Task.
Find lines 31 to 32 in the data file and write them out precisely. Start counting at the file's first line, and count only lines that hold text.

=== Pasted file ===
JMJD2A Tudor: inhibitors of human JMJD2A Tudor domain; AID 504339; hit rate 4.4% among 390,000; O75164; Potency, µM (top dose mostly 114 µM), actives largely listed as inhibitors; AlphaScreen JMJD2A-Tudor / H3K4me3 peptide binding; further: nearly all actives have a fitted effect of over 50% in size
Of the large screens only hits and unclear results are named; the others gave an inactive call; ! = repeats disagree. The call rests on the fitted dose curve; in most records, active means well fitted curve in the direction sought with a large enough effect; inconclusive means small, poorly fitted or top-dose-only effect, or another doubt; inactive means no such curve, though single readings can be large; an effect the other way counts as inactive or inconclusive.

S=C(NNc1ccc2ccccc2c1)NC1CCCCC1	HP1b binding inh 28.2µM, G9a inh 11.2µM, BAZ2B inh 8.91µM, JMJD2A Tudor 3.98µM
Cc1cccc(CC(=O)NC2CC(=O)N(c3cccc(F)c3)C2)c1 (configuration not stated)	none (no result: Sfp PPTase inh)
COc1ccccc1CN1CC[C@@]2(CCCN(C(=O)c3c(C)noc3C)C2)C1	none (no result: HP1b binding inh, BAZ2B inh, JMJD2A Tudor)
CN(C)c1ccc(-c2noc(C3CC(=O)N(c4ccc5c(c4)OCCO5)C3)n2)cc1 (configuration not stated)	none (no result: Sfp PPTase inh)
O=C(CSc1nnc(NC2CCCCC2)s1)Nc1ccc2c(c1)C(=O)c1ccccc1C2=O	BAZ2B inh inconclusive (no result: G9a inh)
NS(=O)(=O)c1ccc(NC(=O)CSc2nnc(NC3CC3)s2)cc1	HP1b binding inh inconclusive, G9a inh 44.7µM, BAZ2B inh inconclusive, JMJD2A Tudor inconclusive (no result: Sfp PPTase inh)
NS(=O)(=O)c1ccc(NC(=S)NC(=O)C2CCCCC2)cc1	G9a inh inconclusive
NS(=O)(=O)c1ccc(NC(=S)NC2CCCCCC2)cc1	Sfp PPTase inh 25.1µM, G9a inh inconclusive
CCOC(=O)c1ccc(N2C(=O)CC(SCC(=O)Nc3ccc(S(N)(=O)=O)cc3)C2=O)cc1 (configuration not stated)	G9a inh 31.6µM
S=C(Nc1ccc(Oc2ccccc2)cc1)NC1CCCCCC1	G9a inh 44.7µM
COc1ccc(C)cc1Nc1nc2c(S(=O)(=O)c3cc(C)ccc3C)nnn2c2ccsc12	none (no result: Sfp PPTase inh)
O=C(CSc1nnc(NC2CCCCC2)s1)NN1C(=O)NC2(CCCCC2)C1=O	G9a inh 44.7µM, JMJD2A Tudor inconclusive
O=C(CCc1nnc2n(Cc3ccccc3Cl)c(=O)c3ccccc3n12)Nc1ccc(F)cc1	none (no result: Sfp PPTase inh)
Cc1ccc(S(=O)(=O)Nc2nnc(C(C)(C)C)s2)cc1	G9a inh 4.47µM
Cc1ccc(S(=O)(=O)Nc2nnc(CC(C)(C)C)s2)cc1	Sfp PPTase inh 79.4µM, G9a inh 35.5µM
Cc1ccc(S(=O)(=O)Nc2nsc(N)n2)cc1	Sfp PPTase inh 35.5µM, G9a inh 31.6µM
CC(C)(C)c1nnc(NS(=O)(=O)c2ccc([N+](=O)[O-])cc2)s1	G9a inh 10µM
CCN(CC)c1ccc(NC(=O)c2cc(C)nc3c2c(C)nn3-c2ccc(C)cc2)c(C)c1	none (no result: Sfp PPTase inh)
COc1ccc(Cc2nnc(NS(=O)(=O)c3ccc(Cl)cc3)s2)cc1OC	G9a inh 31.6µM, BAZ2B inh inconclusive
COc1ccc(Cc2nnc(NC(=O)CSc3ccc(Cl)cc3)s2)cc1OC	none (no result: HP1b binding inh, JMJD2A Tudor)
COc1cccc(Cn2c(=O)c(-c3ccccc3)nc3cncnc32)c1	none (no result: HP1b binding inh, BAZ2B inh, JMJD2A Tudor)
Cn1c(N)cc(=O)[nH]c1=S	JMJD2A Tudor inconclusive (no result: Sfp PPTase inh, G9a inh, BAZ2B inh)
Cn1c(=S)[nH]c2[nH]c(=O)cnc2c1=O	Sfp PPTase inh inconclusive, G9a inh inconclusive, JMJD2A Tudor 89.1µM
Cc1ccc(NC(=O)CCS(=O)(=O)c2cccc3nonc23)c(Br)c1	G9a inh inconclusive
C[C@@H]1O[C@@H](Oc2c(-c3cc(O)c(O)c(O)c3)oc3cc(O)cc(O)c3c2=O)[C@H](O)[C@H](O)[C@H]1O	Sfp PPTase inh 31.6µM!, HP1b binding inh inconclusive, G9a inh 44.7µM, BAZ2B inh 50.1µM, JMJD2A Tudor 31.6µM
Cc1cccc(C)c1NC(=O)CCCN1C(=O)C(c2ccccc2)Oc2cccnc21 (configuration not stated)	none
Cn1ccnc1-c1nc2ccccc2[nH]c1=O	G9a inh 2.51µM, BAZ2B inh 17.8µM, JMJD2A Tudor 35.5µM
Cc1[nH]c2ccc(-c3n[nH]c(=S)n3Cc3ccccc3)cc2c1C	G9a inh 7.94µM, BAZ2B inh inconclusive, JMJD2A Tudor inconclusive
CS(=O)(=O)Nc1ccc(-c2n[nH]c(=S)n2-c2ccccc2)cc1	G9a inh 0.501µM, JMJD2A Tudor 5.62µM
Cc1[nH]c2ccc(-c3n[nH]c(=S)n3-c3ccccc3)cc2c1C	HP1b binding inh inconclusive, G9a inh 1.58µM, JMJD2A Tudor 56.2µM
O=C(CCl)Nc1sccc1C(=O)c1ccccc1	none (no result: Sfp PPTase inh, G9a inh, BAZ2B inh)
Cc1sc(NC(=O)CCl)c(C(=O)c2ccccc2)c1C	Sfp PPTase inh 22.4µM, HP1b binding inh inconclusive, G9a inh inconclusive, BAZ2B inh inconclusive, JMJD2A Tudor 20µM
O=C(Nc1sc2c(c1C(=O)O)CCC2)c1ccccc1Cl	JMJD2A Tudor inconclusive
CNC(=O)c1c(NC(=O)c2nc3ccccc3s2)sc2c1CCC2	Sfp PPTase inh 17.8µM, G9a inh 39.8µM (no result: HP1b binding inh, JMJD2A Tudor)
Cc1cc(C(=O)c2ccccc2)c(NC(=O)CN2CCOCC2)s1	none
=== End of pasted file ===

CS(=O)(=O)Nc1ccc(-c2n[nH]c(=S)n2-c2ccccc2)cc1	G9a inh 0.501µM, JMJD2A Tudor 5.62µM
Cc1[nH]c2ccc(-c3n[nH]c(=S)n3-c3ccccc3)cc2c1C	HP1b binding inh inconclusive, G9a inh 1.58µM, JMJD2A Tudor 56.2µM